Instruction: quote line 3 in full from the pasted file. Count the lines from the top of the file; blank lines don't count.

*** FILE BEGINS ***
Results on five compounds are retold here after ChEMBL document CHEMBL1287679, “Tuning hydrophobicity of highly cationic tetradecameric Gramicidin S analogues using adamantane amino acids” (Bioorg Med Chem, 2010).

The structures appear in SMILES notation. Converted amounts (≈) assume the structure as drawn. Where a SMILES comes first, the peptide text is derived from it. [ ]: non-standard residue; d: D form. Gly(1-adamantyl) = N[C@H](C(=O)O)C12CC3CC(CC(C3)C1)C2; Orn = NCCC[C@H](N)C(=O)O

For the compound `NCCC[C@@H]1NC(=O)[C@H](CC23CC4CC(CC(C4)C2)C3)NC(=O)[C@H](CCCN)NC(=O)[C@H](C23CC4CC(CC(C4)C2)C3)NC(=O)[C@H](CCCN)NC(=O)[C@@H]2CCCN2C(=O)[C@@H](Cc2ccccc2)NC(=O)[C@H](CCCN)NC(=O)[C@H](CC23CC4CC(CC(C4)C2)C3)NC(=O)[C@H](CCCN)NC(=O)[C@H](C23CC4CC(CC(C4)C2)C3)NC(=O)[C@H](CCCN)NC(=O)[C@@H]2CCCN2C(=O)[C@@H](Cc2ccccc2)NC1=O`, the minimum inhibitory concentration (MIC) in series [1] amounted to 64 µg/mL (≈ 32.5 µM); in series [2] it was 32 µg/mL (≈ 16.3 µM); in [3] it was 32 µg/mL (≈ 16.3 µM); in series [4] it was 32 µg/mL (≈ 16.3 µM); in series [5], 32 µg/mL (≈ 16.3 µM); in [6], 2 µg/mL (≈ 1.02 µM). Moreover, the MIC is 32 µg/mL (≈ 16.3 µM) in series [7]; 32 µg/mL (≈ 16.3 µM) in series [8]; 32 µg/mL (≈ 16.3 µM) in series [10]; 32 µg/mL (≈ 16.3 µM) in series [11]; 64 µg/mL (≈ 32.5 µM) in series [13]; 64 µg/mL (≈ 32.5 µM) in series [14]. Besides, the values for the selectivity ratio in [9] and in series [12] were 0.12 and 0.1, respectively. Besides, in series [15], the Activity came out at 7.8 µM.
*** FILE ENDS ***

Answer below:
For the compound `NCCC[C@@H]1NC(=O)[C@H](CC23CC4CC(CC(C4)C2)C3)NC(=O)[C@H](CCCN)NC(=O)[C@H](C23CC4CC(CC(C4)C2)C3)NC(=O)[C@H](CCCN)NC(=O)[C@@H]2CCCN2C(=O)[C@@H](Cc2ccccc2)NC(=O)[C@H](CCCN)NC(=O)[C@H](CC23CC4CC(CC(C4)C2)C3)NC(=O)[C@H](CCCN)NC(=O)[C@H](C23CC4CC(CC(C4)C2)C3)NC(=O)[C@H](CCCN)NC(=O)[C@@H]2CCCN2C(=O)[C@@H](Cc2ccccc2)NC1=O`, the minimum inhibitory concentration (MIC) in series [1] amounted to 64 µg/mL (≈ 32.5 µM); in series [2] it was 32 µg/mL (≈ 16.3 µM); in [3] it was 32 µg/mL (≈ 16.3 µM); in series [4] it was 32 µg/mL (≈ 16.3 µM); in series [5], 32 µg/mL (≈ 16.3 µM); in [6], 2 µg/mL (≈ 1.02 µM). Moreover, the MIC is 32 µg/mL (≈ 16.3 µM) in series [7]; 32 µg/mL (≈ 16.3 µM) in series [8]; 32 µg/mL (≈ 16.3 µM) in series [10]; 32 µg/mL (≈ 16.3 µM) in series [11]; 64 µg/mL (≈ 32.5 µM) in series [13]; 64 µg/mL (≈ 32.5 µM) in series [14]. Besides, the values for the selectivity ratio in [9] and in series [12] were 0.12 and 0.1, respectively. Besides, in series [15], the Activity came out at 7.8 µM.